“The real trouble about the duty of forgiveness is that you do it with all your might on Monday and then find out on Wednesday that it hasn’t stayed put and all has to be done over again.”
>C.S. Lewis, letter to Phoebe Hesketh, 6/14/1960

“‘If you forgive you will be forgiven’ isn’t some kind of ‘bargain.’ (Instead), the forgiving and the being forgiven are really the very same thing.”
>C.S. Lewis, letter to Mary Willis Shelburne, 7/6/1963


It’s not something “good Christians” talk much about, but it’s something all Christians and all people deal with: resentment. To live in relationship with others is eventually to be wronged. To live in close relationship with others sometimes leads to deep hurt. When those hurts aren’t faced honestly, they can build up. Margaret Campbell, Renovare team member, says that over time, it’s not that we simply have resentments – but that they become who we are.

I’m challenged by her words; they ring true for me. Resentment has a way of settling – settling into our hearts and our souls in a way that can shape us and our outlook on life. To face this head-on, Campbell describes how she felt led by God to forgive some men she believed had wronged her husband. But it wasn’t a one-time prayer; it was a practice for years and years. Each time she would think of them, she would offer the situation to God, and pray a blessing on the men. Resentment builds up over time, so it takes time (maybe a lifetime) of continuing to forgive and offering the situation and the people to God.

In one of C.S. Lewis’s final letters, written less than 5 months before he died, he wrote that “only a few weeks ago I realised suddenly that I at last had forgiven the cruel schoolmaster who so darkened my childhood. I’d been trying to do it for years: and like you, each time I thought I’d done it, I found, after a week or so it all had to be attempted over again. But this time I feel sure it is the real thing.”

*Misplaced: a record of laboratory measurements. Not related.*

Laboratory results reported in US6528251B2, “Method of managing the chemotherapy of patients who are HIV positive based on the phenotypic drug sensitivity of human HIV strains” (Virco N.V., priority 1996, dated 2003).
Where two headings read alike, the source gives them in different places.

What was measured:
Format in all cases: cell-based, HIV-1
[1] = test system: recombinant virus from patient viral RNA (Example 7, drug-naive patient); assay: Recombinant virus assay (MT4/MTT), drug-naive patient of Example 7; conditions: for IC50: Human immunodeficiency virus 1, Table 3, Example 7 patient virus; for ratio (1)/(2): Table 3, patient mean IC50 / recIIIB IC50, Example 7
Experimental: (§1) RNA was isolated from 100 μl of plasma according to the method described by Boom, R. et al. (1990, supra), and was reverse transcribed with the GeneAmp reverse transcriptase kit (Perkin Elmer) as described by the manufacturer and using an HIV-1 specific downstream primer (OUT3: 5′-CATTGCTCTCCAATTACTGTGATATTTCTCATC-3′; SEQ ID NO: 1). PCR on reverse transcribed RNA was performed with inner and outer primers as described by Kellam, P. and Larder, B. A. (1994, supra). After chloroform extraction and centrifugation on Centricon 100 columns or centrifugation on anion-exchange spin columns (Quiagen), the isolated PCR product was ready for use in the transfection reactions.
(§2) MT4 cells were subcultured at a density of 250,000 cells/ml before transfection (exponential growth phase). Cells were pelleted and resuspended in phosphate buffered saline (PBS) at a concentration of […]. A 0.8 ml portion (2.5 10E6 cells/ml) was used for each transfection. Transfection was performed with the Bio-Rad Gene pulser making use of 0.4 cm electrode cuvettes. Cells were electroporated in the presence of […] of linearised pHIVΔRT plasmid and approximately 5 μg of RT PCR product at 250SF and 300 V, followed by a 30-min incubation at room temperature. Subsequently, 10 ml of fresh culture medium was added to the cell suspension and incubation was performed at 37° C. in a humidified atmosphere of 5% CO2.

At age 65, Lewis was still struggling with forgiving an authority figure from his childhood. But I can’t help but wonder: If Lewis had lived another year (or more), would he have written another letter saying that yet again he felt like he had finally and completely forgiven this schoolmaster?

What is true of Lewis is likely true for the rest of us – where forgiveness turns out to be more like a journey and less like a destination. So, where is resentment lodged in your heart? How will you face it? – daily, if necessary – entrusting it to the God of forgiveness, as we “put away all bitterness and wrath and anger and wrangling and slander, together with all malice, and be kind to one another, tenderhearted, forgiving one another, as God in Christ has forgiven you” (Ephesians 4.31-32, NRSV).

Forgiveness refuses to let another’s hurt live in our lives. Forgiveness can judge what they have done as wrong, while not condemning them as a result – for forgiveness leaves ultimate things to God. That’s a challenge I certainly haven’t mastered – but I take comfort that C.S. Lewis hadn’t, either. And one day I look forward to sitting down with him and rejoicing that finally – in God’s New Creation – forgiveness will no longer be a journey, but will ultimately have become our destination.


One more thing: Forgiveness does not automatically lead to reconciliation, for sometimes that is out of our control or is not healthy. We can forgive and release someone to God who is out of our reach, who is unwilling to rebuild the relationship, or is simply in a place where forgiveness is offered but not received.

But sometimes, forgiveness does lead to reconciliation. And that’s undeniably pure and total grace, as in this 2-minute story:


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